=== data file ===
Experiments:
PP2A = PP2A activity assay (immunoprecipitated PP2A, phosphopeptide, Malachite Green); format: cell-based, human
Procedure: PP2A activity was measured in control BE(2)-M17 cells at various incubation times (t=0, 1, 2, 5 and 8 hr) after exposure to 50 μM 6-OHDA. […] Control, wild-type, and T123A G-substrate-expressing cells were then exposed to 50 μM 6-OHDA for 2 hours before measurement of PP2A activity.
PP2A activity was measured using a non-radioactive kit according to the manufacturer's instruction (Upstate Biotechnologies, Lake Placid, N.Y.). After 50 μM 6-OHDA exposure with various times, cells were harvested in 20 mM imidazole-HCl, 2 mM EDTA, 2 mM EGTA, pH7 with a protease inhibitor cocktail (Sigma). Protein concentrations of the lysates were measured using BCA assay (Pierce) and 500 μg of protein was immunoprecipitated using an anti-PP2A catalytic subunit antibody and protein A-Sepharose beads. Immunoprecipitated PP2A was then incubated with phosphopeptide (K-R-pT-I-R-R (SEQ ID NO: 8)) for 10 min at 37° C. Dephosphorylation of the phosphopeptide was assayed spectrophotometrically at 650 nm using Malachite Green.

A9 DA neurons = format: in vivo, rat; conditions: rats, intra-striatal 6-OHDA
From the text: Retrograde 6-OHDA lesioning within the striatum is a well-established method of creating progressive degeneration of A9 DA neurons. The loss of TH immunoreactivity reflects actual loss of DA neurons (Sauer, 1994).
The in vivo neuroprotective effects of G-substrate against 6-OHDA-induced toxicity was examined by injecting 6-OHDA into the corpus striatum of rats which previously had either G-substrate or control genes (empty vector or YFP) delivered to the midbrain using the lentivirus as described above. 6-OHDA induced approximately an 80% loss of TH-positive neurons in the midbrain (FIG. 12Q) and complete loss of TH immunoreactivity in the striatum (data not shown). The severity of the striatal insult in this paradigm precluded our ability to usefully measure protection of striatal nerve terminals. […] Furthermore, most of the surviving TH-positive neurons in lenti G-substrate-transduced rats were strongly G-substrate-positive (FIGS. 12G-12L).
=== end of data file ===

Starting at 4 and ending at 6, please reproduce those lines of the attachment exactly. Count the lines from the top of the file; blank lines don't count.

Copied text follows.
PP2A activity was measured using a non-radioactive kit according to the manufacturer's instruction (Upstate Biotechnologies, Lake Placid, N.Y.). After 50 μM 6-OHDA exposure with various times, cells were harvested in 20 mM imidazole-HCl, 2 mM EDTA, 2 mM EGTA, pH7 with a protease inhibitor cocktail (Sigma). Protein concentrations of the lysates were measured using BCA assay (Pierce) and 500 μg of protein was immunoprecipitated using an anti-PP2A catalytic subunit antibody and protein A-Sepharose beads. Immunoprecipitated PP2A was then incubated with phosphopeptide (K-R-pT-I-R-R (SEQ ID NO: 8)) for 10 min at 37° C. Dephosphorylation of the phosphopeptide was assayed spectrophotometrically at 650 nm using Malachite Green.

A9 DA neurons = format: in vivo, rat; conditions: rats, intra-striatal 6-OHDA
From the text: Retrograde 6-OHDA lesioning within the striatum is a well-established method of creating progressive degeneration of A9 DA neurons. The loss of TH immunoreactivity reflects actual loss of DA neurons (Sauer, 1994).